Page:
Vermiculite is a natural mineral that expands with the application of heat. The expansion process is called exfoliation and it is routinely accomplished in purpose-designed commercial furnaces. Vermiculite is formed by weathering or hydrothermal alteration of biotite or phlogopite...

. Ecotax
Ecotax
Ecotax refers to taxes intended to promote ecologically sustainable activities via economic incentives. Such a policy can complement or avert the need for regulatory approaches. Often, an ecotax policy proposal may attempt to maintain overall tax revenue by proportionately reducing other taxes...

es on resource extraction are numerous. A 1974 state severance tax
Severance tax
Severance taxes are incurred when non-renewable natural resources are separated from a taxing jurisdiction. Industries that typically incur such taxes are oil and gas, coal, mining, and timber industries....

 on coal (which varied from 20 to 30 percent) was upheld by the Supreme Court of the United States
Supreme Court of the United States
The Supreme Court of the United States is the highest court in the United States. It has ultimate appellate jurisdiction over all state and federal courts, and original jurisdiction over a small range of cases...

 in Commonwealth Edison Co. v. Montana
Commonwealth Edison Co. v. Montana
Commonwealth Edison Co. v. Montana, 453 U.S. 609 is a 6-to-3 ruling by the Supreme Court of the United States that held that a severance tax in Montana does not violate the Commerce Clause or the Supremacy Clause of the United States Constitution....

, 453 U.S. 609 (1981).

Tourism is also important to the economy with millions of visitors a year to Glacier National Park, Flathead Lake
Flathead Lake
Flathead Lake is the largest natural freshwater lake in the western part of the contiguous United States. With a surface area of between and , it is slightly larger than Lake Tahoe. The lake is a remnant of the ancient inland sea, Lake Missoula of the era of the last interglacial. Flathead Lake...

, the Missouri River
Missouri River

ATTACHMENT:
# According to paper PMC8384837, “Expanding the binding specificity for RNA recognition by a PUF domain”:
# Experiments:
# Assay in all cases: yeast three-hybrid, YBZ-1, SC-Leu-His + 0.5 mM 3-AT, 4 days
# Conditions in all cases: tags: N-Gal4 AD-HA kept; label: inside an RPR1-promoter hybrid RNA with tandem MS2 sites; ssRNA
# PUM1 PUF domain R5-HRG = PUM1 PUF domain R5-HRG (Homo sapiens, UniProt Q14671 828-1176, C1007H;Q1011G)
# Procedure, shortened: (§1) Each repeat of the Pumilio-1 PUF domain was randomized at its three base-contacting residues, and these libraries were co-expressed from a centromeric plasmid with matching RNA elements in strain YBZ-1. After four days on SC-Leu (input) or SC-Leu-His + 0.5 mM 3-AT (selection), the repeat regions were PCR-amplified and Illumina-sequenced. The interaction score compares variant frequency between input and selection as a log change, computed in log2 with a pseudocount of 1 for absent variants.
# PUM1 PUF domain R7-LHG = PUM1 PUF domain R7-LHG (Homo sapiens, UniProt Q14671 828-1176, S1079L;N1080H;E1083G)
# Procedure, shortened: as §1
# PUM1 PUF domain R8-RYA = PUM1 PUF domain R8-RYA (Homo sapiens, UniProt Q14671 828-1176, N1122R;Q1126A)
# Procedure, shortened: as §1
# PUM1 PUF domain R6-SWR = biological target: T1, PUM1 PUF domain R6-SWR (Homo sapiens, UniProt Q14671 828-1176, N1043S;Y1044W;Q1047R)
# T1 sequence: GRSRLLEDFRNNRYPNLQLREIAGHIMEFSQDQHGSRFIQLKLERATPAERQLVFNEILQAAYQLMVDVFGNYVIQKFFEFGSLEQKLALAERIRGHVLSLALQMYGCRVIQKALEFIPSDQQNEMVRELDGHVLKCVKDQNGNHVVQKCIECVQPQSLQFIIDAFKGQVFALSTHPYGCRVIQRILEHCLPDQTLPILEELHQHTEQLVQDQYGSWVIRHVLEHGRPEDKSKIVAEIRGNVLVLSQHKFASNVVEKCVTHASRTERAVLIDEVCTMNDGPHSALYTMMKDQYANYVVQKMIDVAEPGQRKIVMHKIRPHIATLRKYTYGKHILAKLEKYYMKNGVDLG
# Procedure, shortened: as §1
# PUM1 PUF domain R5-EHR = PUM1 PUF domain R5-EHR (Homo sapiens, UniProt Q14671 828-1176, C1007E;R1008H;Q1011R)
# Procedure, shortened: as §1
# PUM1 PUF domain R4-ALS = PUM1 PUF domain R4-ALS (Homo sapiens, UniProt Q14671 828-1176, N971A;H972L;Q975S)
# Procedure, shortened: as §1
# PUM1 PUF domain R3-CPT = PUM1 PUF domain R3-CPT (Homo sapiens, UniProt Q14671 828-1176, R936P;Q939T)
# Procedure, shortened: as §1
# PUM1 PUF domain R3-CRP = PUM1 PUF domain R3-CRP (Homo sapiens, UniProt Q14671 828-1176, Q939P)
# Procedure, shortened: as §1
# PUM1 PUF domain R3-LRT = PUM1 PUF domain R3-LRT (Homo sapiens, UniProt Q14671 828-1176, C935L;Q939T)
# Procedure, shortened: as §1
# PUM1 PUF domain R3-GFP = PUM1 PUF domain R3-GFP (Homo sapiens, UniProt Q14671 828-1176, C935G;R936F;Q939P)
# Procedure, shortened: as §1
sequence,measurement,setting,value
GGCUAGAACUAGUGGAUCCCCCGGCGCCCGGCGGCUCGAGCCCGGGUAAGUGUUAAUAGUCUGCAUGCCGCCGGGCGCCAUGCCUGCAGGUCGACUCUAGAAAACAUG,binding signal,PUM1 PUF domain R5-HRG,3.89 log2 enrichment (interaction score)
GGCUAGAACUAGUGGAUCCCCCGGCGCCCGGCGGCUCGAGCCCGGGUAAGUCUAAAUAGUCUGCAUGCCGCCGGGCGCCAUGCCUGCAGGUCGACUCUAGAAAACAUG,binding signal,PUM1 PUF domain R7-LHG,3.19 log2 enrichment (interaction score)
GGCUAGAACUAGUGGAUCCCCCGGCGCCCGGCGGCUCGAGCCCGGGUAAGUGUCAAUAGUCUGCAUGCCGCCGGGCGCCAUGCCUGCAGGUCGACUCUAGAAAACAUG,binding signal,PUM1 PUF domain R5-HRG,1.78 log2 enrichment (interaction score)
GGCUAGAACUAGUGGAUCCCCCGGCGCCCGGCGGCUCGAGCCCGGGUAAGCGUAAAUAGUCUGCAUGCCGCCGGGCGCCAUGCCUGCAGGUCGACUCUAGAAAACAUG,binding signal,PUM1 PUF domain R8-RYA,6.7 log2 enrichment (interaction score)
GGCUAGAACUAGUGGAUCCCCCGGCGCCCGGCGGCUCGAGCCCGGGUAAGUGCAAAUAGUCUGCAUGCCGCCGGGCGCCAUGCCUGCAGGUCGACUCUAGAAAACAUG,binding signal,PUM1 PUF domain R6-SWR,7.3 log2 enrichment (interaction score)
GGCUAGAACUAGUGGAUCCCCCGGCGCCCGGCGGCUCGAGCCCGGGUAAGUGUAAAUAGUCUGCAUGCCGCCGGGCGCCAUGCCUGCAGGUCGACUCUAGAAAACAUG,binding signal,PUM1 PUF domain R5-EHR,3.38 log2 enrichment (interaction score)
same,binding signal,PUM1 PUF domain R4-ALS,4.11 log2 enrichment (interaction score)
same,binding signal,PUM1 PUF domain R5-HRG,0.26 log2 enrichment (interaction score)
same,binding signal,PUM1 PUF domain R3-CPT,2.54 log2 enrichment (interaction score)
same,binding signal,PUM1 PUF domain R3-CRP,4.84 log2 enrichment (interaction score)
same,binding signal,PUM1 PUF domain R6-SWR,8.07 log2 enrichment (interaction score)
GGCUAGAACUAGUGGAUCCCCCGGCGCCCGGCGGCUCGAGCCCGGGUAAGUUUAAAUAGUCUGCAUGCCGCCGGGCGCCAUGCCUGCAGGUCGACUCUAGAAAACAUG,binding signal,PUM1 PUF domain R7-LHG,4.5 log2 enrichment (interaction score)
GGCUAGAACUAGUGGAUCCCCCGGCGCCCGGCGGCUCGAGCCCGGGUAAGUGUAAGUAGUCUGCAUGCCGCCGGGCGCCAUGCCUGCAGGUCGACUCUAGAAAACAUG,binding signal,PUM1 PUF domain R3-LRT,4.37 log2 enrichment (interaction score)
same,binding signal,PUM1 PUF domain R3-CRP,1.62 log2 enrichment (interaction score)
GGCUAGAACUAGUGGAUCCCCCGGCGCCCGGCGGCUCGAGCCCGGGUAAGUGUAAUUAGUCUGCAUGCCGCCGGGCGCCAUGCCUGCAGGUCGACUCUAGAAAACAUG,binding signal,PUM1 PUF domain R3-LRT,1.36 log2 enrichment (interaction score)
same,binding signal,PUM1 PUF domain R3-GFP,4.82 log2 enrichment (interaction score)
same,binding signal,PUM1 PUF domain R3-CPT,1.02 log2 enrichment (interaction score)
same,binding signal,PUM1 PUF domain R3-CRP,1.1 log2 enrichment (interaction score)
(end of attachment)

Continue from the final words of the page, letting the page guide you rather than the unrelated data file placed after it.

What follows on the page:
The Missouri River flows through the central United States, and is a tributary of the Mississippi River. It is the longest river in North America and drains the third largest area, though only the thirteenth largest by discharge. The Missouri's watershed encompasses most of the American Great...

 headwaters, the site of the Battle of Little Bighorn and three of the five entrances to Yellowstone National Park
Yellowstone National Park
Yellowstone National Park, established by the U.S. Congress and signed into law by President Ulysses S. Grant on March 1, 1872, is a national park located primarily in the U.S. state of Wyoming, although it also extends into Montana and Idaho...

.

Montana's personal income tax
Income tax
An income tax is a tax levied on the income of individuals or businesses . Various income tax systems exist, with varying degrees of tax incidence. Income taxation can be progressive, proportional, or regressive. When the tax is levied on the income of companies, it is often called a corporate...

 contains 7 brackets, with rates ranging from 1% to 6.9%. Montana has no sales tax
Sales tax
A sales tax is a tax, usually paid by the consumer at the point of purchase, itemized separately from the base price, for certain goods and services. The tax amount is usually calculated by applying a percentage rate to the taxable price of a sale....

. In Montana, household goods are exempt from property tax
Property tax
A property tax is an ad valorem levy on the value of property that the owner is required to pay. The tax is levied by the governing authority of the jurisdiction in which the property is located; it may be paid to a national government, a federated state or a municipality...

es. However, property taxes are assessed on livestock, farm machinery, heavy equipment, automobiles, trucks, and business equipment. The amount of property tax owed is not determined solely by the property's value. The property's value is multiplied by a tax rate, set by the Montana Legislature, to determine its taxable value. The taxable value is then multiplied by the mill levy established by various taxing jurisdictions—city and county government, school districts and others.

As of January 2010, the state's unemployment rate is 6.8%.

Transportation


Railroads have been an important method of transportation in Montana since the 1880s. Historically, the state was traversed by the main lines of three east-west transcontinental routes: the Milwaukee Road, the Great Northern, and the Northern Pacific
Northern Pacific Railway
The Northern Pacific Railway was a railway that operated in the west along the Canadian border of the United States. Construction began in 1870 and the main line opened all the way from the Great Lakes to the Pacific when former president Ulysses S. Grant drove in the final "golden spike" in...

. Today, the BNSF Railway
BNSF Railway
The BNSF Railway is a wholly owned subsidiary of Berkshire Hathaway Inc., and is headquartered in Fort Worth, Texas. It is one of seven North American Class I railroads and the second largest freight railroad network in North America, second only to the Union Pacific Railroad, its primary...